Mazda Motor Corp., Japan's fifth largest car maker, set the price of a $1.67 billion share offering Monday that will help fund the construction of factories outside Japan, where exports struggle against a strong yen.

Mazda aims to use the money to build factories in Mexico, Russia and Southeast Asia that will begin production no later than March 2014.  The company also plans to expand and improve facilities manufacturing components for their SKYACTIV high efficiency automotive technology and to increase funding for alternative fuel R&D.

The shares will be offered at a discounted cost of ¥124 ($1.53) per share. Out of a total of almost 1.1 billion shares, 24 percent will be offered to investors outside of Japan, primarily targeted at Europe, but will not be available in the United States or Canada.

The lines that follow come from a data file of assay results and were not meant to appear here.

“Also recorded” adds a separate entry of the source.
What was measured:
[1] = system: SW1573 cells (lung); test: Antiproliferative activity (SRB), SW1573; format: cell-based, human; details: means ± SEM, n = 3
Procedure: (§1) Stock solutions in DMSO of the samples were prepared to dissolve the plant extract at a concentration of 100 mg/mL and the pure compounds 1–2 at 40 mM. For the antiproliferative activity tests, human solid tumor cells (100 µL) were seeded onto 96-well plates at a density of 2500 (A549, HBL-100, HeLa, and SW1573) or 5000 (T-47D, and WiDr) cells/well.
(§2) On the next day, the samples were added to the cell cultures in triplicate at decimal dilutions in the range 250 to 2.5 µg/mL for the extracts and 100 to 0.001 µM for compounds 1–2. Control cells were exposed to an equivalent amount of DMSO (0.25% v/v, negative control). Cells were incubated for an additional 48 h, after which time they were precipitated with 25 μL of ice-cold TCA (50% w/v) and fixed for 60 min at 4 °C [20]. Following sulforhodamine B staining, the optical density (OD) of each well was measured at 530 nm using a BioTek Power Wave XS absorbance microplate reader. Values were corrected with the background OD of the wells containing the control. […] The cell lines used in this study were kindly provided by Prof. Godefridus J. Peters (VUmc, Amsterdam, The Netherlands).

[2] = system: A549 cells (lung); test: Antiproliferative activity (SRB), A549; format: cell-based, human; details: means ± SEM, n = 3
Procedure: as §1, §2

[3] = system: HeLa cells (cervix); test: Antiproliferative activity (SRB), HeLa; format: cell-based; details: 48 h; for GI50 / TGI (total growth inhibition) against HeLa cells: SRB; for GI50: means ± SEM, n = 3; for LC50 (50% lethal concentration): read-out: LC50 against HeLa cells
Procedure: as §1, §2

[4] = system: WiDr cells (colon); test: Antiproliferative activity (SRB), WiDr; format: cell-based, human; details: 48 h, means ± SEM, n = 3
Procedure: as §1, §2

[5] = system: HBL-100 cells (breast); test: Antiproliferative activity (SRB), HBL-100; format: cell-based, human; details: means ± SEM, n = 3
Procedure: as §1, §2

Losses brought on by the strong yen and natural disasters in Japan and Thailand motivated the decision by the automaker to issue stock and pursue overseas development.  

The Company will reinforce its business in emerging markets and establish a global production footprint, and the Company will revamp its income structure by heightening resistance to foreign exchange ratio fluctuations, Mazda said.

Mazda is forecasting a ¥100 billion annual loss due to the appreciation of the yen against major currencies over the course of 2011, reported Bloomberg.  The strong yen has also reduced earnings at other Japanese auto manufacturers like Toyota and Honda.

Mazda's financial standing has temporarily worsened due to rapid changes in its business environment, including the continuing sharp appreciation of the yen since 2011, the unstable economic conditions such as the financial crisis in European countries, as well as large-scale disasters such as the Great East Japan Earthquake and the floods in Thailand, the company said in its initial announcement of the stock issuance,

Mazda stock closed at ¥128.00, Monday, up 0.79 percent.  Mazda shares have dropped 13 percent since the decision to issue stock was announced on Feb. 22 due to fears of share dilution.